ESPE Abstracts (2014) 82 P-D-1-2-45

Longitudinal Changes of Bone Mineral Content in Children with Cystic Fibrosis

Adela Chirita-Emandia,b, Sheila Khannaa, Andreas Kyriakoua, Jane McNeillyc, Anne Devennyd & Faisal Ahmeda


aDevelopmental Endocrinology Research Group, School of Medicine, University of Glasgow, Glasgow, UK; bGenetics Department, University of Medicine and Pharmacy ‘Victor Babes’, Timisoara, Romania; cDepartment of Clinical Biochemistry, Southern General Hospital, Greater Glasgow and Clyde NHS Trust, Glasgow, UK; dDepartment of Respiratory Medicine, Royal Hospital For Sick Children, Yorkhill, Greater Glasgow and Clyde NHS Trust, Glasgow, UK


Background: A quarter of young adults with cystic fibrosis (CF) may have osteoporosis. However, children with CF do not seem to have an increased risk of fractures.

Objective: We aimed to examine the factors that may determine longitudinal changes in bone mineralisation in children with CF.

Method: 101 children (51 females) had DXA performed and the data were expressed as expected bone mineral content for bone area SDS (BMCSDS). Of them, 49 children had a second DXA, 24 had three DXA, during the 10-year period. Markers of disease, anthropometry, bone biochemistry and DXA parameters were collected retrospectively. Vitamin D deficiency was defined as levels <50 nmol/l and insufficiency as levels between 50 and 72.5 nmol/l.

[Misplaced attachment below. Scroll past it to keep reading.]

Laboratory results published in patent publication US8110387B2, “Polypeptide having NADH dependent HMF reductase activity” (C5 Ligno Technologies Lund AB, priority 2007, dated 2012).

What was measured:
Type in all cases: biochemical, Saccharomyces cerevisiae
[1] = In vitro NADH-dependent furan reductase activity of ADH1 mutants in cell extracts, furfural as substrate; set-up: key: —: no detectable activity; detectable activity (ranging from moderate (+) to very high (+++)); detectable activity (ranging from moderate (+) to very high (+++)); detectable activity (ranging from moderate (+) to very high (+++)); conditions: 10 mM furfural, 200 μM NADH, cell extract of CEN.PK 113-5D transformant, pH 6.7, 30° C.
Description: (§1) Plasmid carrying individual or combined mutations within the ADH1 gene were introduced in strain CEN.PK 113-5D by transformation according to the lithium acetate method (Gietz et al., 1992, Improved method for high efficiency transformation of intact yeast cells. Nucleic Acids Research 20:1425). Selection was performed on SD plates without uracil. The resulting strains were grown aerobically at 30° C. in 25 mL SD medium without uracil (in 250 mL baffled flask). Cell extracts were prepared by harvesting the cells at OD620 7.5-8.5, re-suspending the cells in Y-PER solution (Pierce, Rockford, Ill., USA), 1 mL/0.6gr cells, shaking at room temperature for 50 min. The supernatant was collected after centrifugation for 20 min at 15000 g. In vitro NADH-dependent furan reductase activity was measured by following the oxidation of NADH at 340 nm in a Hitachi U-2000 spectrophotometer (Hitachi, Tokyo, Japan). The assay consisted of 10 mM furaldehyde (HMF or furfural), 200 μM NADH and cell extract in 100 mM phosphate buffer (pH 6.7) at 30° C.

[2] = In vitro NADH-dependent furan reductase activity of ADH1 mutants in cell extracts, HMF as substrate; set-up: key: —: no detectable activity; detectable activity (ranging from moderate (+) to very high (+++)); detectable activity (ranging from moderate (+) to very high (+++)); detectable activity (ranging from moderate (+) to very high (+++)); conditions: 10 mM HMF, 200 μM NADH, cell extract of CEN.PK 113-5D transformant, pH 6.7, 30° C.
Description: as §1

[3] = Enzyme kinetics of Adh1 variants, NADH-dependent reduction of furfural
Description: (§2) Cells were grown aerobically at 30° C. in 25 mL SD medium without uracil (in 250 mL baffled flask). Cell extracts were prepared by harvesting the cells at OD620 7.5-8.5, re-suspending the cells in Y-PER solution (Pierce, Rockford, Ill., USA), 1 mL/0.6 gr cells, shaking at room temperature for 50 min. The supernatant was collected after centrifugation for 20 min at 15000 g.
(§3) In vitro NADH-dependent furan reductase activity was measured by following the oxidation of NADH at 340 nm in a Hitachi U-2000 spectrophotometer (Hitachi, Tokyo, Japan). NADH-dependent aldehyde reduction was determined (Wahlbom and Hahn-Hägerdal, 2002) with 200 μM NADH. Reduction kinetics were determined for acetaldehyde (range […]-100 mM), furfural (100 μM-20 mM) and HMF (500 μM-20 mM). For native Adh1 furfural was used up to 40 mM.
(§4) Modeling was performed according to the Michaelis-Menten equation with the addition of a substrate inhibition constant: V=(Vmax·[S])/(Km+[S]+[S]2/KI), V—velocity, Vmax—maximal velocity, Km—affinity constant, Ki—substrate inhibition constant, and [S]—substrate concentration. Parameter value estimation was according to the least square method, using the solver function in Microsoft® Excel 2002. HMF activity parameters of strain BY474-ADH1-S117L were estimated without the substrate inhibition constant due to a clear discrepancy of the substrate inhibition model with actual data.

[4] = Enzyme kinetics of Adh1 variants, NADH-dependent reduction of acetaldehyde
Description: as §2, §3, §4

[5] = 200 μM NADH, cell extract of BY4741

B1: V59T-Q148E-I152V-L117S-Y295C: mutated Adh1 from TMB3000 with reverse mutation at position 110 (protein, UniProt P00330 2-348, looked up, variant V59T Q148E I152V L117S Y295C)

Results: Median age at baseline was 12 years (range 8–18). 17 children (35%) were vitamin D deficient on one occasion, 18 (37%) on two occasions and 1 (2%) was deficient on three occasions. 18 children (37%) were vitamin D insufficient on one occasion, 5 (10%) in two occasions and 1 (2%) on three occasions. PTH status has worsened for seven children (14.3%), if the value changed from ≤7.5 to >7.5 pmol/l at the next assessment. PTH was considered static in 79.6% children. Baseline LS BMCSDS in the 101 children, was >0.5 in 13.9% patients; was between −0.5 and 0.5, in 51%; while 35% had SDS ≤−0.5. Median LS BMCSDS decreased from baseline to subsequent assessments (−0.3; −0.4; and −0.5; P=0.053). Assessment of factors that may influence bone mineralisation change by ANOVA, the longer the time between DXA assessments, the higher the likelihood of decreased BMC. Children with worsened BMC had lower FEV1%, had a lower BMI SDS, and a higher chance to have a low vitamin D associated with high PTH.

Conclusion: Bone mineralisation as assessed by DXA decreases with time in children with CF. Lower FEV1%, poorer nutritional status and low vitamin D with high PTH were factors found to be associated with worsening BMC.

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